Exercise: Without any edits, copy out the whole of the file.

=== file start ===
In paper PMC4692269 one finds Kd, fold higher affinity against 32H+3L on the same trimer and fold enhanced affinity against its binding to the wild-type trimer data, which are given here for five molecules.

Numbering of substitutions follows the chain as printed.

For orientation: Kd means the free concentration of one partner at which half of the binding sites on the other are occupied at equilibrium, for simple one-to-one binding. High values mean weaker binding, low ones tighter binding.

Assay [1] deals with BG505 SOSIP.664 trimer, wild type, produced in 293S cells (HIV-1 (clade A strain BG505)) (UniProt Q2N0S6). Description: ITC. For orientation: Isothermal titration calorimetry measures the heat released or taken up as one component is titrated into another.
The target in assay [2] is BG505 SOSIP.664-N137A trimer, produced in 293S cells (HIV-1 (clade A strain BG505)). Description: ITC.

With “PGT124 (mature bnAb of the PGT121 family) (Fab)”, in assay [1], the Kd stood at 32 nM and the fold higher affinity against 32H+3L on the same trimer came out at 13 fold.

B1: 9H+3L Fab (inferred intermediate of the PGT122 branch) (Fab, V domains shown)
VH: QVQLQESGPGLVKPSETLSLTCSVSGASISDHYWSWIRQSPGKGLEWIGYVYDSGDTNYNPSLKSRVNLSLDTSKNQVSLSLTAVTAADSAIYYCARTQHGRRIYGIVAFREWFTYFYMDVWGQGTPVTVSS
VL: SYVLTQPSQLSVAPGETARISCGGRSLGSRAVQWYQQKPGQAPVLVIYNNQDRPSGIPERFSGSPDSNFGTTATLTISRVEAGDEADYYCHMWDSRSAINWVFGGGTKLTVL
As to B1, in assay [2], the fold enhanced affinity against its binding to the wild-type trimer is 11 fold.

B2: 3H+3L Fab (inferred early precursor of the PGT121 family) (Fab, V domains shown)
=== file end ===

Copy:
In paper PMC4692269 one finds Kd, fold higher affinity against 32H+3L on the same trimer and fold enhanced affinity against its binding to the wild-type trimer data, which are given here for five molecules.

Numbering of substitutions follows the chain as printed.

For orientation: Kd means the free concentration of one partner at which half of the binding sites on the other are occupied at equilibrium, for simple one-to-one binding. High values mean weaker binding, low ones tighter binding.

Assay [1] deals with BG505 SOSIP.664 trimer, wild type, produced in 293S cells (HIV-1 (clade A strain BG505)) (UniProt Q2N0S6). Description: ITC. For orientation: Isothermal titration calorimetry measures the heat released or taken up as one component is titrated into another.
The target in assay [2] is BG505 SOSIP.664-N137A trimer, produced in 293S cells (HIV-1 (clade A strain BG505)). Description: ITC.

With “PGT124 (mature bnAb of the PGT121 family) (Fab)”, in assay [1], the Kd stood at 32 nM and the fold higher affinity against 32H+3L on the same trimer came out at 13 fold.

B1: 9H+3L Fab (inferred intermediate of the PGT122 branch) (Fab, V domains shown)
VH: QVQLQESGPGLVKPSETLSLTCSVSGASISDHYWSWIRQSPGKGLEWIGYVYDSGDTNYNPSLKSRVNLSLDTSKNQVSLSLTAVTAADSAIYYCARTQHGRRIYGIVAFREWFTYFYMDVWGQGTPVTVSS
VL: SYVLTQPSQLSVAPGETARISCGGRSLGSRAVQWYQQKPGQAPVLVIYNNQDRPSGIPERFSGSPDSNFGTTATLTISRVEAGDEADYYCHMWDSRSAINWVFGGGTKLTVL
As to B1, in assay [2], the fold enhanced affinity against its binding to the wild-type trimer is 11 fold.

B2: 3H+3L Fab (inferred early precursor of the PGT121 family) (Fab, V domains shown)